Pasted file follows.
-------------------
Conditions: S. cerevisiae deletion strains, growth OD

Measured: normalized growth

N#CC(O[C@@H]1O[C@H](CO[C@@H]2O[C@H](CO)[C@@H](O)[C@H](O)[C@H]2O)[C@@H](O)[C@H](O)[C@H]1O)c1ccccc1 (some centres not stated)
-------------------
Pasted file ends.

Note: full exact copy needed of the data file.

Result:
Conditions: S. cerevisiae deletion strains, growth OD

Measured: normalized growth

N#CC(O[C@@H]1O[C@H](CO[C@@H]2O[C@H](CO)[C@@H](O)[C@H](O)[C@H]2O)[C@@H](O)[C@H](O)[C@H]1O)c1ccccc1 (some centres not stated)